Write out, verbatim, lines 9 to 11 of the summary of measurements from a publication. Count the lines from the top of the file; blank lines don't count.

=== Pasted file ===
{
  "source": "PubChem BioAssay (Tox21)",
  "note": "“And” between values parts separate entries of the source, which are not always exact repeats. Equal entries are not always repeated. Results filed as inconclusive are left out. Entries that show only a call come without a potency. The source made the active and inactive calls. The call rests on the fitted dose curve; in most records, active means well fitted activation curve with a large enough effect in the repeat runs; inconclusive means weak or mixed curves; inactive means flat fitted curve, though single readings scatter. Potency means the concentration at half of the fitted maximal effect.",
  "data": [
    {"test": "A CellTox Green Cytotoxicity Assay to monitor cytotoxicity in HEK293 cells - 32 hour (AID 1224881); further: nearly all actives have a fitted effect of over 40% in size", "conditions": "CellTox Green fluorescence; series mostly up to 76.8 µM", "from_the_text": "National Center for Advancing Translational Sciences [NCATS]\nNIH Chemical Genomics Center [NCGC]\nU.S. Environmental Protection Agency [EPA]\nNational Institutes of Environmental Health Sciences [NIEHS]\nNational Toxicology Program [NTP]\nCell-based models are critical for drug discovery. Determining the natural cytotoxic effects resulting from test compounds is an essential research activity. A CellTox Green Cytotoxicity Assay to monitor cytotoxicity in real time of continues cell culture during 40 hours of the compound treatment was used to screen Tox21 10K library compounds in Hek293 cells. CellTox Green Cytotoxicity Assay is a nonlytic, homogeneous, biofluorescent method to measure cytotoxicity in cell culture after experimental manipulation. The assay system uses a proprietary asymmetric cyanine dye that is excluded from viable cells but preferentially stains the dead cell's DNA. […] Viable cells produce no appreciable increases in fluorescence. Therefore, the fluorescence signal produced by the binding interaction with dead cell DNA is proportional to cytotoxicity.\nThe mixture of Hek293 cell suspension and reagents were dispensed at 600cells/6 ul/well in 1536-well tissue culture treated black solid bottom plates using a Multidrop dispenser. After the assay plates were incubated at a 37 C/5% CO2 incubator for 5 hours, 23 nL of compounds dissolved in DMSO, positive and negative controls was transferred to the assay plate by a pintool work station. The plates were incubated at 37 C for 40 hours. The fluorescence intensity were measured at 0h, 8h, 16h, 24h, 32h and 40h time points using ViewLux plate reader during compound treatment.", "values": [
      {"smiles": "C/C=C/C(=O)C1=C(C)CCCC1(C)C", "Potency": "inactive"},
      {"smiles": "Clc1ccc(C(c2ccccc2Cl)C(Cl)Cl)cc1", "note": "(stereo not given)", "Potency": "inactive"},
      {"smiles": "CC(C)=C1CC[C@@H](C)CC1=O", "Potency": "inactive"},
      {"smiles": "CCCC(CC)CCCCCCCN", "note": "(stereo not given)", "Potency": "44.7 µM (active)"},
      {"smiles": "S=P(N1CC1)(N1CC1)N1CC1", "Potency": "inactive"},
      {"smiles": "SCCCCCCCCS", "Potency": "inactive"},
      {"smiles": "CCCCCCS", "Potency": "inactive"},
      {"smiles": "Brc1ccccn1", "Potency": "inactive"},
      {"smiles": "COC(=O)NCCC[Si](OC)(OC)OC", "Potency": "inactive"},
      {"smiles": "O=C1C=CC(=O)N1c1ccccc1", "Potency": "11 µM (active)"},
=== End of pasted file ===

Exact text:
      {"smiles": "CCCC(CC)CCCCCCCN", "note": "(stereo not given)", "Potency": "44.7 µM (active)"},
      {"smiles": "S=P(N1CC1)(N1CC1)N1CC1", "Potency": "inactive"},
      {"smiles": "SCCCCCCCCS", "Potency": "inactive"},